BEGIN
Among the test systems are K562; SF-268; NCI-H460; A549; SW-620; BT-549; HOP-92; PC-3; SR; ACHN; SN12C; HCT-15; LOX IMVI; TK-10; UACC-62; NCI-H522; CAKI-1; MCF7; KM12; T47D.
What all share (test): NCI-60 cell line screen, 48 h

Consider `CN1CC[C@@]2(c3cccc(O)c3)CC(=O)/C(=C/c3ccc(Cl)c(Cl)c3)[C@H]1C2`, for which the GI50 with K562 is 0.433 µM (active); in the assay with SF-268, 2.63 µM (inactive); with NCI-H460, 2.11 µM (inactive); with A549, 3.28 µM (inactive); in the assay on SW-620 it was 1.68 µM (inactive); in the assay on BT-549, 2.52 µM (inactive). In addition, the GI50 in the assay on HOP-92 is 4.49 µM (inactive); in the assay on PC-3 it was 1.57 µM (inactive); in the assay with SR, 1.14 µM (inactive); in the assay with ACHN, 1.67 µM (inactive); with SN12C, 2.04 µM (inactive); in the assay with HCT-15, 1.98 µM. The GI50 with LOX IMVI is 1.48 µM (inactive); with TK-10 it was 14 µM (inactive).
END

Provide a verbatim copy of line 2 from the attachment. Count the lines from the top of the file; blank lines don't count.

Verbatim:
What all share (test): NCI-60 cell line screen, 48 h